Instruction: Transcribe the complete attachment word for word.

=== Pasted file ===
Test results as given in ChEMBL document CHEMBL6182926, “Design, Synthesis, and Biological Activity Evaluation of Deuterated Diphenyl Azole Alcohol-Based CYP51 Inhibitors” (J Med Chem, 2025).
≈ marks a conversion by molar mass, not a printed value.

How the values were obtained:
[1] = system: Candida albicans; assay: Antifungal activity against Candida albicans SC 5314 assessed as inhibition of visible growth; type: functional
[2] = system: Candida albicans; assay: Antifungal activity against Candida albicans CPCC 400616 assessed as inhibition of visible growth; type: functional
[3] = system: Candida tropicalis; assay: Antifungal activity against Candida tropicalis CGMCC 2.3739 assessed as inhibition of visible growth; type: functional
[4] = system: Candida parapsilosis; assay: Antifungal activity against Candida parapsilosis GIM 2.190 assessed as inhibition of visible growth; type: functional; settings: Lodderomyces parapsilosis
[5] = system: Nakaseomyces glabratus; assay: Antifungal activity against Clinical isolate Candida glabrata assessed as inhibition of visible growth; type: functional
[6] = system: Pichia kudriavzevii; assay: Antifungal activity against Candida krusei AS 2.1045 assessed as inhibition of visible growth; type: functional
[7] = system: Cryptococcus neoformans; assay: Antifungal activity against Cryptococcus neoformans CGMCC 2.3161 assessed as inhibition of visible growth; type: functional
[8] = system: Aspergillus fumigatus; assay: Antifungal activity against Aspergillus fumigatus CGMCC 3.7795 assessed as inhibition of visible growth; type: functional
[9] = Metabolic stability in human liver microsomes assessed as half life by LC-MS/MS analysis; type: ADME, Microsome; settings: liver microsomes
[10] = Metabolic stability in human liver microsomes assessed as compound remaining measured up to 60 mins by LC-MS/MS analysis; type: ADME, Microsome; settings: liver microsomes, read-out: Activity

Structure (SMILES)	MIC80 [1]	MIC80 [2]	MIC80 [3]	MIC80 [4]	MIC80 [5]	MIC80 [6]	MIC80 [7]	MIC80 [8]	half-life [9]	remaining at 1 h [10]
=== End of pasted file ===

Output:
Test results as given in ChEMBL document CHEMBL6182926, “Design, Synthesis, and Biological Activity Evaluation of Deuterated Diphenyl Azole Alcohol-Based CYP51 Inhibitors” (J Med Chem, 2025).
≈ marks a conversion by molar mass, not a printed value.

How the values were obtained:
[1] = system: Candida albicans; assay: Antifungal activity against Candida albicans SC 5314 assessed as inhibition of visible growth; type: functional
[2] = system: Candida albicans; assay: Antifungal activity against Candida albicans CPCC 400616 assessed as inhibition of visible growth; type: functional
[3] = system: Candida tropicalis; assay: Antifungal activity against Candida tropicalis CGMCC 2.3739 assessed as inhibition of visible growth; type: functional
[4] = system: Candida parapsilosis; assay: Antifungal activity against Candida parapsilosis GIM 2.190 assessed as inhibition of visible growth; type: functional; settings: Lodderomyces parapsilosis
[5] = system: Nakaseomyces glabratus; assay: Antifungal activity against Clinical isolate Candida glabrata assessed as inhibition of visible growth; type: functional
[6] = system: Pichia kudriavzevii; assay: Antifungal activity against Candida krusei AS 2.1045 assessed as inhibition of visible growth; type: functional
[7] = system: Cryptococcus neoformans; assay: Antifungal activity against Cryptococcus neoformans CGMCC 2.3161 assessed as inhibition of visible growth; type: functional
[8] = system: Aspergillus fumigatus; assay: Antifungal activity against Aspergillus fumigatus CGMCC 3.7795 assessed as inhibition of visible growth; type: functional
[9] = Metabolic stability in human liver microsomes assessed as half life by LC-MS/MS analysis; type: ADME, Microsome; settings: liver microsomes
[10] = Metabolic stability in human liver microsomes assessed as compound remaining measured up to 60 mins by LC-MS/MS analysis; type: ADME, Microsome; settings: liver microsomes, read-out: Activity

Structure (SMILES)	MIC80 [1]	MIC80 [2]	MIC80 [3]	MIC80 [4]	MIC80 [5]	MIC80 [6]	MIC80 [7]	MIC80 [8]	half-life [9]	remaining at 1 h [10]